Now managed by Green Girls Company Limited, a girls’ development initiative and fellow Folio Holdings and Folio Media Group subsidiary, the pageant is committed to providing its Queens with enough visibility to “be agents of change,” to advocate for social issues. The 38th Queen, Ezinne Akudo Anyaoha, for example, went on to set up an anti-sexual violence initiative, The Eight Foundation. (Anyaoha would later be named Creative Director of the pageant.)

While its biggest rival, Most Beautiful Girl in Nigeria (MBGN), remains stylish and sends its winners to represent the country at Miss World and Miss Universe, Miss Nigeria has refocused instead on substance: social change. Tukura’s platform is advocacy for the girl child.

, How Miss Nigeria Reinvented Itself as a Platform for Social Change
Beauty Tukura at the Folio Nigeria office. Credit: Miss Nigeria Organisation.

“Miss Nigeria is more about public service,” she tells me. “We partner with other NGOs to pursue our own core values: empowerment, education. It is literally a fulltime job.”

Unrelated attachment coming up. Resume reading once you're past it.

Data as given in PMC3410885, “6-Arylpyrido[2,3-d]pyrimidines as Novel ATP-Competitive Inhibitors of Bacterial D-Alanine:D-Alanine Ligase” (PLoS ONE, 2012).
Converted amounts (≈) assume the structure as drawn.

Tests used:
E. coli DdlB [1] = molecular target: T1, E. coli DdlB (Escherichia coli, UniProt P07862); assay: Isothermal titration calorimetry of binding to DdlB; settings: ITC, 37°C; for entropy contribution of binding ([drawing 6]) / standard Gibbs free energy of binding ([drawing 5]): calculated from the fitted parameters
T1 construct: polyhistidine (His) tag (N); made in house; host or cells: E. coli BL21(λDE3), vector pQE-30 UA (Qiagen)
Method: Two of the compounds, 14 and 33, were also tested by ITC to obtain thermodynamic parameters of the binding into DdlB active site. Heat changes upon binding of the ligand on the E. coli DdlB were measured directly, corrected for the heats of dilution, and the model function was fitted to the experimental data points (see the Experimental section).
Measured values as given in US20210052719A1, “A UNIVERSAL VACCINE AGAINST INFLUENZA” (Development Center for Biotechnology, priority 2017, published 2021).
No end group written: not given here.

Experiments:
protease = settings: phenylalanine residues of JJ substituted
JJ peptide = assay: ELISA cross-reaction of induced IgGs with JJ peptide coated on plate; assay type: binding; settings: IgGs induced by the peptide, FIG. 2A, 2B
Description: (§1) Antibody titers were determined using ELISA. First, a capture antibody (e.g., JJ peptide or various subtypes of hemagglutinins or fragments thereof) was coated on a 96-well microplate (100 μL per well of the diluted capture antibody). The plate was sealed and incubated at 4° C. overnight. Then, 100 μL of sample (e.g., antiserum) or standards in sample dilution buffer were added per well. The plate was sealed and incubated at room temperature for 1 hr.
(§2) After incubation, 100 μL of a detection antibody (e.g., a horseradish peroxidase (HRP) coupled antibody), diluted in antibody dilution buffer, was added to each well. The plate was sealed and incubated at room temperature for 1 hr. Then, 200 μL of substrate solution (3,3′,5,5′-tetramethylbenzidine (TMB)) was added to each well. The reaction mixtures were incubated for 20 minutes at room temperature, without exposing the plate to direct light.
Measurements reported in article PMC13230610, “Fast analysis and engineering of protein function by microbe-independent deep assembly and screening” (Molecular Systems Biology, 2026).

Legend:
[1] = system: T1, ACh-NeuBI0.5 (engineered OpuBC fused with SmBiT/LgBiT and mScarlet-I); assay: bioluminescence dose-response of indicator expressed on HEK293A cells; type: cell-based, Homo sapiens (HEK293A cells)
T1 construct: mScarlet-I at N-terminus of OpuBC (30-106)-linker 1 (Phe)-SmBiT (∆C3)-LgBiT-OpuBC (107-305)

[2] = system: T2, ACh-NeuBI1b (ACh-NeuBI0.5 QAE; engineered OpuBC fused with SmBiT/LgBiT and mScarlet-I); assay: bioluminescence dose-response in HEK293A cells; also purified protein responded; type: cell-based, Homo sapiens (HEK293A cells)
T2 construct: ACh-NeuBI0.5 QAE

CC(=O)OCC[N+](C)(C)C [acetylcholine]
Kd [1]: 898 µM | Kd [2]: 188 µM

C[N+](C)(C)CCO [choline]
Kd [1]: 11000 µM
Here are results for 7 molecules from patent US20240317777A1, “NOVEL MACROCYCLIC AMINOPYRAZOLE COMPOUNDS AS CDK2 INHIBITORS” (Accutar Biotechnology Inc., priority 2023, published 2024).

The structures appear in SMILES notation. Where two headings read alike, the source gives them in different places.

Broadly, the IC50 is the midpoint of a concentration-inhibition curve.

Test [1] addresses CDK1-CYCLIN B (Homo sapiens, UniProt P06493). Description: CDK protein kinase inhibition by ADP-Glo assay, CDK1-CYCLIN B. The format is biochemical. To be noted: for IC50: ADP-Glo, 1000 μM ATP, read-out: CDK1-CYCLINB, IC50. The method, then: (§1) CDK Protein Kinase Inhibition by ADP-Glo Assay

It is Tukura’s third beauty crown; after her first in primary school, she held a state crown, Most Beautiful Girl Taraba, while studying Law at Afebabalola University, Ado-Ekiti. “I couldn’t do much with the crown, I was in school then,” she says. “During holidays, I tried to connect with my local community and do one or two things. I didn’t maximize it.”

It was in the final months of her law degree that she contested for Miss Nigeria, and, a month after graduating, she won.

Before the pandemic, Tukura, in her role, led a campaign against plastic pollution. Through a partnership with the educational and health non-profit Glow Care Foundation, she visited schools in Makoko and Ajegunle, both in Lagos, to facilitate access to sanitary pads.

“Girls in rural areas can’t go to school because they lack pads,” she says, “because they haven’t been made to understand what it means being a woman, why they should take care of themselves at that time of the month. We gave them reusable pads. If we gave disposable, they might not be able to afford it when we are gone.”

On the International Day of the Girl Child, the Miss Nigeria organisation partnered with the capacity building group Whispering Hope Africa Initiative to launch Girls Lead Club, a nationwide scheme to sensitize and protect girls. “We advise them on how to stay safe in a world in which being female comes with danger,” Tukura explains, “link them up with mentors, tell them to stay in school and delay marriage, and give them the help they need to do amazing things for themselves.”